Such orga­niz­ing has deep­er roots in Europe, where labor laws are more friend­ly, unions are often more pow­er­ful, and polit­i­cal expec­ta­tions of cor­po­ra­tions are high­er. (In France last month, unions man­aged to get a court order that forced Ama­zon to sus­pend its oper­a­tions in the entire coun­try over charges of inad­e­quate work­place safe­ty.) Zamar­ron says his Euro­pean coun­ter­parts have learned as they go — for exam­ple, work­ers in Ger­many have learned that they need to act in sol­i­dar­i­ty with Pol­ish work­ers, or else the com­pa­ny will sim­ply shift Ger­man ware­house oper­a­tions over to Poland when there are any disruptions.

The Euro­pean work­ers involved in AWI, who respond­ed to ques­tions as a group, have been shar­ing ideas across nation­al bor­ders since 2015. While they are real­is­tic about the task ahead of them, they say that inter­na­tion­al col­lab­o­ra­tion is a neces­si­ty when try­ing to change an inter­na­tion­al behe­moth like Ama­zon. What we learned in our many years of strug­gle is, that if you want to orga­nize at Ama­zon, you will have to think long term, build a broad base of work­ers who stand behind the cause and are will­ing to take action. You have to be pre­pared to take more defeats than earn­ing vic­to­ries,” they say. And it should be clear, that this strug­gle can’t be won only in one coun­try or even in one facil­i­ty. The Ama­zon man­age­ment quick­ly learns how to coun­ter­act orga­niz­ing activ­i­ties, so you have to be able to spon­ta­neous­ly react to this.”

They say that they even­tu­al­ly hope to expand AWI and bring in Ama­zon work­ers in Asia and in Latin Amer­i­ca, as well. And while they ful­ly expect the com­pa­ny to try to ignore their efforts for as long as pos­si­ble, they know that in Europe they have already won the PR bat­tle. A good rep­u­ta­tion is very impor­tant to them,” they say. In Ger­many and oth­er Euro­pean coun­tries the rep­u­ta­tion is very bad. The com­pa­ny is some­times even the syn­onym for bad work­ing conditions.”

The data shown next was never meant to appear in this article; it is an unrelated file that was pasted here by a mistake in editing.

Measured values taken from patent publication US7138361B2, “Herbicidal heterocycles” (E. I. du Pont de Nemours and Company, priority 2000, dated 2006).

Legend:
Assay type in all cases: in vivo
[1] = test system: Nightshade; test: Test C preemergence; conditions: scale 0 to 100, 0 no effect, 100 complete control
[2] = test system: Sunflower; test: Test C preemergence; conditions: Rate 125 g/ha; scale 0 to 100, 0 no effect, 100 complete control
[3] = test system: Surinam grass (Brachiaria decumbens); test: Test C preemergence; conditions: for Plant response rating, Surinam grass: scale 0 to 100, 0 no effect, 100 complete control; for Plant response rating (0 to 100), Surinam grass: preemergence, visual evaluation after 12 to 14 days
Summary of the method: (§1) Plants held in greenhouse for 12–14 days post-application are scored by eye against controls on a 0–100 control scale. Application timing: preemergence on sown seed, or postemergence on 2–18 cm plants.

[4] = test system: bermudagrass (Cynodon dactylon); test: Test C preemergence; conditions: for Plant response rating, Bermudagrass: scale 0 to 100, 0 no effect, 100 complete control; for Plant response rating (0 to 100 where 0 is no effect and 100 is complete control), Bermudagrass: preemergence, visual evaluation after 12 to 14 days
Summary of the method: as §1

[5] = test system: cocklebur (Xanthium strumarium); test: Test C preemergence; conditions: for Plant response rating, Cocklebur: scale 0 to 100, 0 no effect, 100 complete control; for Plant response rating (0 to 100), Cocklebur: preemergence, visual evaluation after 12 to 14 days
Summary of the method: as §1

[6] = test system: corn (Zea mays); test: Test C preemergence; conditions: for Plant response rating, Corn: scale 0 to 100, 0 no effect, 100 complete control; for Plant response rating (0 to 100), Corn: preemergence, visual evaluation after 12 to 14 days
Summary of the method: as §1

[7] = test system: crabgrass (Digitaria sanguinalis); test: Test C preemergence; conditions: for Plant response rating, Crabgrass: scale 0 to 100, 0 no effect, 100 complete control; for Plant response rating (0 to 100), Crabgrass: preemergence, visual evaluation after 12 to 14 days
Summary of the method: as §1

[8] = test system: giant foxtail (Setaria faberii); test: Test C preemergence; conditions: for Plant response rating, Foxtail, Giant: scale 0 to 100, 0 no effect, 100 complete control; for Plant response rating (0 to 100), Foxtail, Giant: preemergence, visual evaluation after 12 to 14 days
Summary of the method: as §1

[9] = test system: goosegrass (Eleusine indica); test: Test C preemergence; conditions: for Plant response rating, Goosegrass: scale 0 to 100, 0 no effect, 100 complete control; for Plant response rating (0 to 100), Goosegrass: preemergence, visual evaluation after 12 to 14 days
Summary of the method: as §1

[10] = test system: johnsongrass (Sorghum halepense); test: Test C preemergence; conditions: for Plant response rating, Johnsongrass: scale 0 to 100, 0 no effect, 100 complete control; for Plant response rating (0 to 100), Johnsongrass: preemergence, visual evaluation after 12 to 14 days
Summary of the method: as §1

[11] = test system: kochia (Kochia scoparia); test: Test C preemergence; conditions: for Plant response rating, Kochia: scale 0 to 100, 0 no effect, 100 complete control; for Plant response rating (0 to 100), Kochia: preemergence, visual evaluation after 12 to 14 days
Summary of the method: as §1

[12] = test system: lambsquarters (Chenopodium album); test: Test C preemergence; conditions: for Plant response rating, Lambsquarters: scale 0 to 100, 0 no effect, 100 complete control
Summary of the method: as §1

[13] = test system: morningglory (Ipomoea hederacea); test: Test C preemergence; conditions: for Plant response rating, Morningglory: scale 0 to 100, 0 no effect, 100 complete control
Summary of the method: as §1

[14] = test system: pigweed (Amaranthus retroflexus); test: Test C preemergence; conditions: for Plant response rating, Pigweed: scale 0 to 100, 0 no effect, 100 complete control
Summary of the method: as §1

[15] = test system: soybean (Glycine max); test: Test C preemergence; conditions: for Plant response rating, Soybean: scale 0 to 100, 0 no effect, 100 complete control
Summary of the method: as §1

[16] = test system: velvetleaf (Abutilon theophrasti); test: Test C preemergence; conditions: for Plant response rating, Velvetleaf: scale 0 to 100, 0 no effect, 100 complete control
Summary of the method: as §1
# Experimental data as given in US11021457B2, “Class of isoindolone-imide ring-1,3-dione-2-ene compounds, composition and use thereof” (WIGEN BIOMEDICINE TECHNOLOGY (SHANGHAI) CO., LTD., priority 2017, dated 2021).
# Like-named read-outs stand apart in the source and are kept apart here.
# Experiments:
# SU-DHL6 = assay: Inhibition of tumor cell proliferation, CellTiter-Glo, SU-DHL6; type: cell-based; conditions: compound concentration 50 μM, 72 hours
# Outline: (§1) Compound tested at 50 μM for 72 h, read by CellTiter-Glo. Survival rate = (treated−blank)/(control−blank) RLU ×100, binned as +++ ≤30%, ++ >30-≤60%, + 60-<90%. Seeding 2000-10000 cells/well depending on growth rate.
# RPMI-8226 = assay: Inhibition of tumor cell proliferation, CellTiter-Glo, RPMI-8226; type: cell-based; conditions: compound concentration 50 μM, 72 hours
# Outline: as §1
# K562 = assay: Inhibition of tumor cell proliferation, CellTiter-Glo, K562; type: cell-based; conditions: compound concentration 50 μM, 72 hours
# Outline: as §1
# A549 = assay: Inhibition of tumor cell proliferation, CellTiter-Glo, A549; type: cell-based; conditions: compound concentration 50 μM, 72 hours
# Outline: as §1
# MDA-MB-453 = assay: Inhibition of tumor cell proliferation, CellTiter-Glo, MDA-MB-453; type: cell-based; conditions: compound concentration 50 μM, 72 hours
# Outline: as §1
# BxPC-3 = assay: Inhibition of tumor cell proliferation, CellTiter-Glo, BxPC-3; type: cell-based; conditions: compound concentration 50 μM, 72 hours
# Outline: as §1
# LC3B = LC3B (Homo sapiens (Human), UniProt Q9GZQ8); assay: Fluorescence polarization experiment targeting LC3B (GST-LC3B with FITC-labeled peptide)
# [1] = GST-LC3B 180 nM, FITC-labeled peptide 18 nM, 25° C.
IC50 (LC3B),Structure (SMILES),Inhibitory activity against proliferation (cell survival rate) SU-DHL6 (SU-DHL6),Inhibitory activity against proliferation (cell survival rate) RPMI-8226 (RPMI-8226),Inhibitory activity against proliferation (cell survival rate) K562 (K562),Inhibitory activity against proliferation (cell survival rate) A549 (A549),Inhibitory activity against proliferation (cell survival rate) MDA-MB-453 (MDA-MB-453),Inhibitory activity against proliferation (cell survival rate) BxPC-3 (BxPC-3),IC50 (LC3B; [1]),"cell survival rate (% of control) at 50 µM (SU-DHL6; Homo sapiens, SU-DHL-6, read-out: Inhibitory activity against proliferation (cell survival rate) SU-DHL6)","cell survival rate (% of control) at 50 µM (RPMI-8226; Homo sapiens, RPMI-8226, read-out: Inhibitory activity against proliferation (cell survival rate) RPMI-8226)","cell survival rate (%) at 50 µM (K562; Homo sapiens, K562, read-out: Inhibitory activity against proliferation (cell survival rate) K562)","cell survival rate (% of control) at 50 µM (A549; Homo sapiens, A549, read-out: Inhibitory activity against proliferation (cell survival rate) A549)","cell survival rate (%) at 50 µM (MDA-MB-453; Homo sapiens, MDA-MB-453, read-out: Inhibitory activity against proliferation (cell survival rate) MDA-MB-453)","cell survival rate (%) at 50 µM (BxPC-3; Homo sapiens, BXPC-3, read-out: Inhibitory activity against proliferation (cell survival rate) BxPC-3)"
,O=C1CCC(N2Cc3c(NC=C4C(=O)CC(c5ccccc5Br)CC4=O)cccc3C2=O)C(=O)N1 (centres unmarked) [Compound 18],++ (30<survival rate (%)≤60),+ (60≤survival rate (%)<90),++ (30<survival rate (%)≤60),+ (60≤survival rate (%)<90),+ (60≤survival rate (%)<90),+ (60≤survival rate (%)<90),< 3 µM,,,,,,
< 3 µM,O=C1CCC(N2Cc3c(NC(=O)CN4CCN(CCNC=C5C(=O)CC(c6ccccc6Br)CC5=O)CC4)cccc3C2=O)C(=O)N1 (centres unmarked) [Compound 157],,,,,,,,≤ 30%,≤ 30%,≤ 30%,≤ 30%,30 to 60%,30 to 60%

Even as the coro­n­avirus has shut down busi­ness­es across the world, Ama­zon — per­fect­ly posi­tioned for a world of stay-at-home orders — has boomed so much that Jeff Bezos has got­ten more than $20 bil­lion rich­er this year. But the cri­sis and its prof­its have also brought a spasm of protests and walk­outs, and a del­uge of bad press over the company’s retal­ia­to­ry fir­ings and smear cam­paign against work­ers who spoke out.

Labor unrest is not a niche issue for the tril­lion-dol­lar com­pa­ny. The safe­ty strikes” at Chris­t­ian Zamarron’s work­place were not iso­lat­ed to a hand­ful of peo­ple — they includ­ed a major­i­ty of the employ­ees on the shift. After see­ing hun­dreds of his cowork­ers sign peti­tions and take actions already, Zamar­ron is opti­mistic that an inter­na­tion­al move­ment can actu­al­ly work. Every­thing has to start some­where,” he says. It’s learn­ing from each oth­er, and how we tack­le each of our sit­u­a­tions. We have very sim­i­lar problems.” 

Hamil­ton Nolan is a labor reporter for In These Times. He has spent the past decade writ­ing about labor and pol­i­tics for Gawk­er, Splin­ter, The Guardian, and else­where. You can reach him at Hamilton@​InTheseTimes.​com.